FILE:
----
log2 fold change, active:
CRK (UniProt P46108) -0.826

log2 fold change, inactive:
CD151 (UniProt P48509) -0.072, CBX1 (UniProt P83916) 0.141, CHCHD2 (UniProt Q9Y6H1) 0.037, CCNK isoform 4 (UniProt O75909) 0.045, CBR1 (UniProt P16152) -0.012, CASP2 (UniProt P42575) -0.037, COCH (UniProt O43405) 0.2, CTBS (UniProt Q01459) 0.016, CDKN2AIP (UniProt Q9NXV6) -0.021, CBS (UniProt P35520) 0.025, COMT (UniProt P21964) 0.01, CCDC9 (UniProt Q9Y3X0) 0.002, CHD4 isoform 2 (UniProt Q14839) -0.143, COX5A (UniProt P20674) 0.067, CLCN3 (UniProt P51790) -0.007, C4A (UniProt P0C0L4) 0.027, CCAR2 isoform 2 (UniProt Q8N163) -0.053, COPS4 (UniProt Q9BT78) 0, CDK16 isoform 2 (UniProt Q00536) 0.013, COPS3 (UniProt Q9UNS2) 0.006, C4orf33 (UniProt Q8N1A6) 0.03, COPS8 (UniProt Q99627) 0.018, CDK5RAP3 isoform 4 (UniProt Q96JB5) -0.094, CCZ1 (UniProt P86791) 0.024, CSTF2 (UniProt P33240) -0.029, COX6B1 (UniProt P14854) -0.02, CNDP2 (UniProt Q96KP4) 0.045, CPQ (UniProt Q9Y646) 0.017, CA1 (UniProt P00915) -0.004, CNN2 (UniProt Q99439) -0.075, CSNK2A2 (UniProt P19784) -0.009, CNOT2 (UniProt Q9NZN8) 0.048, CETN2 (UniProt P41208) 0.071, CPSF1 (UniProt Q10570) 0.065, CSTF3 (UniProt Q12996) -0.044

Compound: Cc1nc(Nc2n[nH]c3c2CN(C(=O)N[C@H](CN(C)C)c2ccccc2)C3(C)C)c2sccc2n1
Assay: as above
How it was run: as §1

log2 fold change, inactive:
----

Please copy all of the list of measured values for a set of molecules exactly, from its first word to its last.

log2 fold change, active:
CRK (UniProt P46108) -0.826

log2 fold change, inactive:
CD151 (UniProt P48509) -0.072, CBX1 (UniProt P83916) 0.141, CHCHD2 (UniProt Q9Y6H1) 0.037, CCNK isoform 4 (UniProt O75909) 0.045, CBR1 (UniProt P16152) -0.012, CASP2 (UniProt P42575) -0.037, COCH (UniProt O43405) 0.2, CTBS (UniProt Q01459) 0.016, CDKN2AIP (UniProt Q9NXV6) -0.021, CBS (UniProt P35520) 0.025, COMT (UniProt P21964) 0.01, CCDC9 (UniProt Q9Y3X0) 0.002, CHD4 isoform 2 (UniProt Q14839) -0.143, COX5A (UniProt P20674) 0.067, CLCN3 (UniProt P51790) -0.007, C4A (UniProt P0C0L4) 0.027, CCAR2 isoform 2 (UniProt Q8N163) -0.053, COPS4 (UniProt Q9BT78) 0, CDK16 isoform 2 (UniProt Q00536) 0.013, COPS3 (UniProt Q9UNS2) 0.006, C4orf33 (UniProt Q8N1A6) 0.03, COPS8 (UniProt Q99627) 0.018, CDK5RAP3 isoform 4 (UniProt Q96JB5) -0.094, CCZ1 (UniProt P86791) 0.024, CSTF2 (UniProt P33240) -0.029, COX6B1 (UniProt P14854) -0.02, CNDP2 (UniProt Q96KP4) 0.045, CPQ (UniProt Q9Y646) 0.017, CA1 (UniProt P00915) -0.004, CNN2 (UniProt Q99439) -0.075, CSNK2A2 (UniProt P19784) -0.009, CNOT2 (UniProt Q9NZN8) 0.048, CETN2 (UniProt P41208) 0.071, CPSF1 (UniProt Q10570) 0.065, CSTF3 (UniProt Q12996) -0.044

Compound: Cc1nc(Nc2n[nH]c3c2CN(C(=O)N[C@H](CN(C)C)c2ccccc2)C3(C)C)c2sccc2n1
Assay: as above
How it was run: as §1

log2 fold change, inactive: